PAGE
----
On March 31, 2010, Embassy moved for a default judgment. The motion was granted on June 11, 2010, and extinguished all title, rights, claims, and interests that Mr. Coleman had in the property. The District executed a deed to Embassy on August 31, 2010. The home at that time had a fair market value of approximately $200,000.

On December 16, 2010, Embassy filed with the Superior Court a petition for writ of possession be-cause Mr. Coleman continued to reside in his home. Mr. Coleman was evicted on August 5, 2011. Embassy sold his home for $71,000 in October of 2011. Mr. Coleman continues to reside in D.C., in a group home, a mile from his former house. Mr. Coleman brought this lawsuit against the District. He alleges that the District’s tax-sale statute violates the Takings Clause of the Fifth Amendment to the United States Constitution by taking a home-owner’s surplus equity and transferring it to a private party without just compensation or public purpose. Mr. Coleman seeks “just compensation” under the Fifth Amendment. The District has moved to dismiss.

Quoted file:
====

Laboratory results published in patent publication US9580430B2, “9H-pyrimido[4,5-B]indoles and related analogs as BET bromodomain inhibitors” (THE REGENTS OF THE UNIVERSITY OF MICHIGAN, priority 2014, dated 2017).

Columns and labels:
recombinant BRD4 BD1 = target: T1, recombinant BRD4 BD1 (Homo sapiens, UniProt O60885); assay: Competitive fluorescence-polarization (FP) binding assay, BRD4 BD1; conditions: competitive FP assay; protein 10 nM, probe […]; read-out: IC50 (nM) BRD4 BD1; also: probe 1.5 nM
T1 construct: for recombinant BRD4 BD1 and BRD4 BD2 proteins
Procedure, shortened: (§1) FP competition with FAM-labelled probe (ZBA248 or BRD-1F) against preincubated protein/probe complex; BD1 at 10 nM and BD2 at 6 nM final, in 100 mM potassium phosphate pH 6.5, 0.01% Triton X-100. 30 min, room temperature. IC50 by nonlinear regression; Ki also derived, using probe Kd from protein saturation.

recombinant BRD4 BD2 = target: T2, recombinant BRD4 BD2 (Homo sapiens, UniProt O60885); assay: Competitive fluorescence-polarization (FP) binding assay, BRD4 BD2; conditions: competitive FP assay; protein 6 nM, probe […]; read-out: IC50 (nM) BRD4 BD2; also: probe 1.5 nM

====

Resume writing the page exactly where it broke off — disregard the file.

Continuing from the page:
Emmet G. Sullivan, District Judge Mr. Coleman[‘s] theory is that the District has effected an unconstitutional taking by precluding him entirely from obtaining the surplus equity in his home that re-mains after subtracting the taxes, penalties, costs, and interest he owed. The Supreme Court had occasion to interpret a federal statute that permitted the federal government to engage in tax sales to recover delinquent tax debts. See United States v. Taylor, 104 U.S. 216 (1881). The Court interpreted the statute to mean that the former owner “would be entitled to the surplus money” after the tax sale. This statutory interpretation became relevant three years later in United States v. Lawton, 110 U.S. 146 (1884). In that case, an heir to an individual whose property was sold under the same statute sought “surplus proceeds of the sale” and was denied. In light of the fact that the statute required that the surplus be provided to that individual, the Supreme Court stated that “[t]o withhold the surplus from the owner would be to violate the fifth amendment to the constitution, and deprive him of his property without due process of law or take his property for public use without just compensation.”